The Washington Commanders, of North American football’s NFL, have struck a multi-year deal with online ticket exchange platform SeatGeek as they look to elevate the gameday experience for their fans.

The deal, which begins in the 2023-24 season, will see the Commanders fans able to buy and sell tickets through SeatGeek’s app, as well as access local weather, driving directions, and ride-hailing services.

As part of the deal, the Commanders will be given access to SeatGeek’s backend technology platform, allowing them to see fan data and ticket distribution data.

SeatGeek replaces fellow ticket sales and services company Ticketmaster, whose contract with the team expires after the upcoming 2022-23 season.

Danielle du Toit, president of SeatGeek’s enterprise business, said: “The Washington Commanders are an incredibly dynamic organization, with a new president who is truly focused on the fan experience, and I know they will pave the way for digital transformation across the league.

“Partnering with such a visionary leader that prioritizes the entire journey of the fan experience is incredibly rewarding, but more importantly, signals how teams should be prioritizing integrating innovative technologies into their organizations.

“Our work together will focus on adapting to radical shifts in fan habits, preferences, and needs. It’s critical to innovate today to reap the long-term benefits of tomorrow.”

The franchise is hoping the partnership will boost ticket sales after the team held the NFL’s lowest average home attendance percentage for 2021, only filling 64.3% of the FedExField capacity with an average attendance of 52,751.

The number was well below the team with the second-lowest average attendance, the Detroit Lions, which filled an average 79.9% of their stadium’s capacity.

Washington Commanders team president Jason Wright said: “This partnership reflects our belief in one another. It’s as simple as that.

“SeatGeek sees the immense talent we have brought in to return our 90-year franchise to championship performance, on and off the field. We see the innovative, bold approach they are taking to transform their industry. We share an entrepreneurial spirit that is willing to do things differently to improve the experience of every Commanders fan, and I can't wait to get started.”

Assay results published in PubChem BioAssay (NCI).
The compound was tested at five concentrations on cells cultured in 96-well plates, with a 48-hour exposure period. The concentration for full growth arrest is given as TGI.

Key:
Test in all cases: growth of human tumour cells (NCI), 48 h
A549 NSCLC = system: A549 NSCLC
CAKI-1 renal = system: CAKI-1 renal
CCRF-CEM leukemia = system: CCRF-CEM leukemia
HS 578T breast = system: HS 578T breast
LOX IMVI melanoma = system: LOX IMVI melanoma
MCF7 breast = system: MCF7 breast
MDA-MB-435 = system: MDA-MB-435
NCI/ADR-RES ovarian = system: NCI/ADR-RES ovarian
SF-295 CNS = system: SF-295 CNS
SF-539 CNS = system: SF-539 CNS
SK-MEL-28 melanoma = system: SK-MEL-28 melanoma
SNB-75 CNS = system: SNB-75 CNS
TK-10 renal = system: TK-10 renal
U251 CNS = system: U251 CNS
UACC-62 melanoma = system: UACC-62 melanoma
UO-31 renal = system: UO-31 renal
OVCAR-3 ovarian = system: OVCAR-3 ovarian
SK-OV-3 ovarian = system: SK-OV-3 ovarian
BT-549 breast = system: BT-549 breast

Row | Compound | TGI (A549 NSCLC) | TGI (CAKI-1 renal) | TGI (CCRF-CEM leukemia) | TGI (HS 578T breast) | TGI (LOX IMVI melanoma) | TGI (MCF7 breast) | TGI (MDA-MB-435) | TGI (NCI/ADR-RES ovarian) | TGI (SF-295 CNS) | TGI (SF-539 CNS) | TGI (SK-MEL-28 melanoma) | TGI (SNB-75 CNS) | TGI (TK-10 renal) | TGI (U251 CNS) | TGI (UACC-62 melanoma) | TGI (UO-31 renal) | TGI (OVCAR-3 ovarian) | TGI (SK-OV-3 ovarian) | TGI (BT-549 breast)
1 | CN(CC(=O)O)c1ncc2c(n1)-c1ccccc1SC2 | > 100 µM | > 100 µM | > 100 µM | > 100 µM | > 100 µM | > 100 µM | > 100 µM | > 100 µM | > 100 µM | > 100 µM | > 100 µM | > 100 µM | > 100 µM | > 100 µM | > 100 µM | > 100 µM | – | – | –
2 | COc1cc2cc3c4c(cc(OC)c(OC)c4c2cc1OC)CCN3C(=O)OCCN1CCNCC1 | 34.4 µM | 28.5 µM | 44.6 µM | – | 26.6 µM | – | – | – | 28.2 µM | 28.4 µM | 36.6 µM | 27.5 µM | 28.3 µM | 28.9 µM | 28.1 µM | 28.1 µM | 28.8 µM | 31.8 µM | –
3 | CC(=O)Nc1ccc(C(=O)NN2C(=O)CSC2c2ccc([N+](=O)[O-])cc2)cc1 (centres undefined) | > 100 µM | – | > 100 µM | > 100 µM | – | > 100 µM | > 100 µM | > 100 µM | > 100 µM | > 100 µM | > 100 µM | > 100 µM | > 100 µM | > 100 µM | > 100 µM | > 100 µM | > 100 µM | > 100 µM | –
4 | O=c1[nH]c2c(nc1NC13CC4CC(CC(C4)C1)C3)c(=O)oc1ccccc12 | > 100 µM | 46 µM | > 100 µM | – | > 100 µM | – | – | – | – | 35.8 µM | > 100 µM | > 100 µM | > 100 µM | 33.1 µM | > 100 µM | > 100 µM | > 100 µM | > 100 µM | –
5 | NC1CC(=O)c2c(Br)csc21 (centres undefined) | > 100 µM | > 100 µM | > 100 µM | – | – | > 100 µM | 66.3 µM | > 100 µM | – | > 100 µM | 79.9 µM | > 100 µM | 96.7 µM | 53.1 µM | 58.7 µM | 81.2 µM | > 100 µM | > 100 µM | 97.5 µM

The low attendance numbers come during a time of uncertainty for the team, which has been embroiled in controversy over the past two years, including multiple investigations over workplace culture and allegations of sexual harassment, a federal investigation involving their head athletic trainer, an ownership dispute, and name change.

More than 40 women have come forward to detail a workplace culture of sexual harassment and verbal abuse during Daniel Snyder’s ownership of the team.

It led to a 10-month investigation by DC attorney Beth Wilkinson which ended with the team being fined $10 million by the NFL and ordered to implement changes to their workplace structure, including Snyder’s wife, co-chief executive Tanya Snyder, taking over day-to-day operations.

Most recently, Snyder testified before the United State House of Representatives Committee for Oversight and Reform, which is currently investigating the team’s workplace conduct and culture, as well as the allegations against Snyder, which he denies.

In March, Anheuser-Busch InBev, the international brewing giant and long-time partner of the NFL, became the third sponsor to end its partnership with the Commanders joining media bill review company Medliminal and charity health provider Inova.

The Commanders were formerly named the Washington Redskins but changed their name after pressure from sponsors on the grounds it was a derogatory and racist term.